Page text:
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For Immediate Release
Office of the First Lady
February 24, 2005

Mrs. Bush's Remarks at Opening of "Info USA" Bratislava
University Library
Bratislava, Slovak Republic


Thank you, Minister Chmel for your warm welcome to your beautiful country. And special thanks to Dr. Trgia for your leadership of this extraordinary library. For nearly a century, The University Library has stood as a beacon for information and education. Today, this library is one of the most renowned cultural and academic treasures in the heart of Europe - and in the world. President Bush and I also thank our Slovak hosts for welcoming us. Slovakia is a close friend and ally of the United States. Our nations and our people are bound by common ideals and common values. And one of our most cherished values is the importance of education. Slovaks and Americans are united in our love of liberty and learning.

There is perhaps no greater joy for a librarian than to help open the doors to a new home of learning and literature. The establishment and expansion of libraries is important to the progress of all people and all nations. Libraries facilitate the free exchange of information which is vital to democracy. And libraries embody our history, our culture, and our collective memory, which is vital to our humanity.

President Bush was not surprised when I told him my first stop in Slovakia would be at the University Library. Some of my fondest childhood memories are the times I spent reading with my mother at the public library in my hometown of Midland, Texas. I remember the serenity of the quiet reading rooms and the smell of new books. In an afternoon, we traveled from the desert of west Texas to exciting new lands rich with adventure and history. Even today, in this age of technological advancement, books have a unique way of connecting us with the world and with each other. For more than five thousand years, libraries have been lighting the way to learning for all mankind. And today, there is no still greater place to learn about history, mystery, and life.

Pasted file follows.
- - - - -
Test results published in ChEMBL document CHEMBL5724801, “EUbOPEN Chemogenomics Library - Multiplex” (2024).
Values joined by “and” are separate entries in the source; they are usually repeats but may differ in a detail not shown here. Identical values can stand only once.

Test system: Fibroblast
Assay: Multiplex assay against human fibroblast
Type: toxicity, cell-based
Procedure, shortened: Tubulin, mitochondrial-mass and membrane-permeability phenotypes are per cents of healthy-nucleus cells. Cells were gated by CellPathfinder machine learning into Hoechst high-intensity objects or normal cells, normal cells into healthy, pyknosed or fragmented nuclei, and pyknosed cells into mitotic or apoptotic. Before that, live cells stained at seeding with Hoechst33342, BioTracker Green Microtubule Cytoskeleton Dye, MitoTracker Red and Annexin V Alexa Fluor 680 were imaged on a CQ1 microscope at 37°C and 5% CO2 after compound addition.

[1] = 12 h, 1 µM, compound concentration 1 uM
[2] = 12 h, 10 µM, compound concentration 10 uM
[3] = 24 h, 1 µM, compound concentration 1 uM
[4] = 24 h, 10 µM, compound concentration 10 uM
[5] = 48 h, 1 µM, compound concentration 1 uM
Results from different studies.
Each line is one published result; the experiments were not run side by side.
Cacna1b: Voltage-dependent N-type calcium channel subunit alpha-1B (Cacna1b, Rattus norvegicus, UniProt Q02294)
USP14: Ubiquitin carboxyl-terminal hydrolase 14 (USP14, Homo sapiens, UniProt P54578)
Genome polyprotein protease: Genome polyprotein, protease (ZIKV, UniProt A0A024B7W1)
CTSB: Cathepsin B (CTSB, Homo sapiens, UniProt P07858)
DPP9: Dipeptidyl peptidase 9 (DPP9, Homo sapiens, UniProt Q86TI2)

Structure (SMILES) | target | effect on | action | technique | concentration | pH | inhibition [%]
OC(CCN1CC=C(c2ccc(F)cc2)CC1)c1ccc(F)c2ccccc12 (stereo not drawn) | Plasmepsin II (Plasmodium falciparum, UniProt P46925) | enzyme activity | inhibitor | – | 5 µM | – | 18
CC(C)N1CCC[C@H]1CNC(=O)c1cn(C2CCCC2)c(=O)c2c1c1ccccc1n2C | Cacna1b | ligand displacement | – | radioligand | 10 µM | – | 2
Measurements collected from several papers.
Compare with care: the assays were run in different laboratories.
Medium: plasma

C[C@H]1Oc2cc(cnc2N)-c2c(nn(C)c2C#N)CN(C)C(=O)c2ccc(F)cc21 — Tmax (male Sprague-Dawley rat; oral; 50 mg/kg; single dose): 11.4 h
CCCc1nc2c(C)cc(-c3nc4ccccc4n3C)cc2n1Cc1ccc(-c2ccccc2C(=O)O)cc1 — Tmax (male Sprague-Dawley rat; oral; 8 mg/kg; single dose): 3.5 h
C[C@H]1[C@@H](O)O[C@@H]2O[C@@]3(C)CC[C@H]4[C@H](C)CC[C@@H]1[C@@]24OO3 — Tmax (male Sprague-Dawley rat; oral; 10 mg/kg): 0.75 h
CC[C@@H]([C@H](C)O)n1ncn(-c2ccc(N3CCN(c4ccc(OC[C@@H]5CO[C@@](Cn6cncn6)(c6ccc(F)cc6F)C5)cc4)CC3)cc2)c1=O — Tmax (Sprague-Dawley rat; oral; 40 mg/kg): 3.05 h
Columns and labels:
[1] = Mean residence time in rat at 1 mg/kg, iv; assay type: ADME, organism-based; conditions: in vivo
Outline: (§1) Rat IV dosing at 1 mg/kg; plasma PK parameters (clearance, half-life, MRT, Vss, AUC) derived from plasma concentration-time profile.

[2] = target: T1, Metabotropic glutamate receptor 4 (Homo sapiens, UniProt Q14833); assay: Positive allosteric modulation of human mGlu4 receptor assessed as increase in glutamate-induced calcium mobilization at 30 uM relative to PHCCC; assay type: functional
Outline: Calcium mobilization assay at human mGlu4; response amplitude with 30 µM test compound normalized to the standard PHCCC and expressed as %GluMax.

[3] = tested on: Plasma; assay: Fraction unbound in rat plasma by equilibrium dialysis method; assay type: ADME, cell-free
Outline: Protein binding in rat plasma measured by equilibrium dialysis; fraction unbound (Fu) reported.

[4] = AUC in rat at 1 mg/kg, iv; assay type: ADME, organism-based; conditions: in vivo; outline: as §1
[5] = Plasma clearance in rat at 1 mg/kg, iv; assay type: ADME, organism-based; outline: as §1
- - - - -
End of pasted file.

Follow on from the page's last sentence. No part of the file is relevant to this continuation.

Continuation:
Books are among our greatest tools for the expansion of liberty and the preservation of democracy. The joy of reading is universal, transcending time and space. With reading comes greater understanding and self-respect, and greater respect for others. And an understanding of other cultures is essential for our future and for future generations.

The collections in InfoUSA Bratislava will link generations of Slovaks and Americans. Every day, thousands of young people around the world come to InfoUSA centers to learn about the United States. Through books, speaker series, and videos about American life, I hope more Europeans will gain an appreciation for the rich heritage and diversity of my country. As you learn about American culture, I also hope you will enjoy the artistic and literary talents of American authors.

Special thanks to the University Library and the United States Embassy in Bratislava for fostering understanding between our two countries. The United States Embassy is providing a core collection of books on topics including, United States history, literature and art. The University Library is providing this inviting space and the support of a librarian fluent in both English and Slovak to assist library patrons. I'm confident that InfoUSA Bratislava will further enhance the warm friendship between the people of Slovakia and the United States. Thanks to the people of the Slovak Republic for your friendship and your commitment to education and liberty for all.

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